If James Carroll's "self-serving" memoir is a blunt sword on behalf of liberalization of the Roman Catholic church, then Professor McInerney's snidely cutting remarks (he is described as a philosophy professor, who are usually rational beings) reveal the same know-it-all obscurantism that I found intolerable in his Church.
When the Doctrine of Papal Infallibility (as well as the Immaculate Conception) were very belatedly declared in a feeble attempt to roll back the tidal wave of modernism, we are told that none of the earlier gaffes of the institutional church (indulgences as obscenely mercenary as American political soft money--there were 27 altars in Eisenach's St. George church to multiply the money-grubbing Masses), Galileo, Indexes of Forbidden Books, and yes, anti-Semitism as well as anti-Protestantism (I was warned by the nuns at Holy Rosary Academy to cross the street in downtown Bay City, Michigan to avoid contamination by walking too close to the YMCA) never came from the Magisterium.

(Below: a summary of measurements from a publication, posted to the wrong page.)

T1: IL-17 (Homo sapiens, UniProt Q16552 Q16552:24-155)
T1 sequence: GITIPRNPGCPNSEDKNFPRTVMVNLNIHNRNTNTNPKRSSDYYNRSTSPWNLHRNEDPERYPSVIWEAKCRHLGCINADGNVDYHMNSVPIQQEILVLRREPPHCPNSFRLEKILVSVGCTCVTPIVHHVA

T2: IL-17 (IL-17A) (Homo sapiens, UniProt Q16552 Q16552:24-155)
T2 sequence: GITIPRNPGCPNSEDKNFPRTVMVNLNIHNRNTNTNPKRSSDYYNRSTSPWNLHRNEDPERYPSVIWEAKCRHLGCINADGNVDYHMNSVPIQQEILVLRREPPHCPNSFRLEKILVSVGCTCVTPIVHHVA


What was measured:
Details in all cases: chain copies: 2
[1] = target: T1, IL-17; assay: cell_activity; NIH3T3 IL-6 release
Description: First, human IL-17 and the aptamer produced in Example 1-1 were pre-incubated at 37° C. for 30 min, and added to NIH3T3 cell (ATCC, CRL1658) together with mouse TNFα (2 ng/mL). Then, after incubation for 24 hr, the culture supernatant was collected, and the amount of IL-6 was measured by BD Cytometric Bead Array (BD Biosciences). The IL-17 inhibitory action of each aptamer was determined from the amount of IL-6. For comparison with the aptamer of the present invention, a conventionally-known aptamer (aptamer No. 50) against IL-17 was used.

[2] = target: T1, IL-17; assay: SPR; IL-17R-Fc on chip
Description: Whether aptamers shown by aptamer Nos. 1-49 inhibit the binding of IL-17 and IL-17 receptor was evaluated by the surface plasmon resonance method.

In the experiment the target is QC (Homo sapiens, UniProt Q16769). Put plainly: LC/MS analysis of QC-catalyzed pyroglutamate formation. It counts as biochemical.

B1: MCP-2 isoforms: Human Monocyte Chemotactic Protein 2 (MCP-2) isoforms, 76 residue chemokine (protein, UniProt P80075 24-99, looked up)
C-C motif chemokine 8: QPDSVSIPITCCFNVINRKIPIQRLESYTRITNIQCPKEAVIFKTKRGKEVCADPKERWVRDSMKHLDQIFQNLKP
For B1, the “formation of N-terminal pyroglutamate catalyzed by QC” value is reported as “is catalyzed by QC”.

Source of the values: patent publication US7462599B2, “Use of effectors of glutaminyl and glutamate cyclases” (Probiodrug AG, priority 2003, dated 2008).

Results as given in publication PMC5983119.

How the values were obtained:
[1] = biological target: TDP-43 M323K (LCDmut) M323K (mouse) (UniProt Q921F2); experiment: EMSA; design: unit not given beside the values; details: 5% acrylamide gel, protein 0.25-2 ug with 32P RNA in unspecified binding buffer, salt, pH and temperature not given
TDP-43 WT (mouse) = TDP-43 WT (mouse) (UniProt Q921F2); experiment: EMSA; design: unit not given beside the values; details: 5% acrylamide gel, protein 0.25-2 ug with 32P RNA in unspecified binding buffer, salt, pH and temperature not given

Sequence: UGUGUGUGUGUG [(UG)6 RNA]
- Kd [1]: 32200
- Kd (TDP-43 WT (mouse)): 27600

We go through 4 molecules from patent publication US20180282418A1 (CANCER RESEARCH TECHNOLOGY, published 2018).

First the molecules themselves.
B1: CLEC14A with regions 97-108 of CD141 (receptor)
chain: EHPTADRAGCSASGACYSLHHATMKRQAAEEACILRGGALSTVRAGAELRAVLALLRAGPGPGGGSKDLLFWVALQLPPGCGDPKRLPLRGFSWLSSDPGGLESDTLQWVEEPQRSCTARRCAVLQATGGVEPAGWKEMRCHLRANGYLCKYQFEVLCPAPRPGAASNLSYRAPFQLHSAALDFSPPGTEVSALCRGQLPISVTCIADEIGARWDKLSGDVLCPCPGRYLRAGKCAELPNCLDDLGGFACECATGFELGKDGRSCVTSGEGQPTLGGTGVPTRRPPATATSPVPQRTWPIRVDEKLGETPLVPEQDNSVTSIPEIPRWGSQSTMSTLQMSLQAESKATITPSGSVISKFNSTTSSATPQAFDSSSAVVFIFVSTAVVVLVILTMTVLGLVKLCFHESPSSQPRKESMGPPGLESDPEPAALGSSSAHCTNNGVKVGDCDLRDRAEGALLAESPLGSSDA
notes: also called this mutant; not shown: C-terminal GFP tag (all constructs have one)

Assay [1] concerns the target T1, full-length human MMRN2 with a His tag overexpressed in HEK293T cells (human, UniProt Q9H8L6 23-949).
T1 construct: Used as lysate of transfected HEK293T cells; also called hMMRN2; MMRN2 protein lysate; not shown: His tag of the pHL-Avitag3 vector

Talk about ad hominem. Try,if you have time to waste, to disprove infallibilities or immaculate conceptions. The trouble with all churches which claim a monopoly on Divine Truth is that they amass power and try not to lose it, and God pity the poor people who are caught in its inflexibilities. Just because Notre Dame is no longer worshiped by the faithful as a football theology, it should never forget that at one time the church was a brutal and (to contemporary judgments) irreligious as the Taliban is today.
Professor McInerney should be grateful to his God that there are Carrolls and Wills to mitigate the old familiar arrogance displayed by your reviewer. Let him turn to a humbler cheekiness the next time his monopoly is questioned.
Sargent watercolors at Brooklyn Museum
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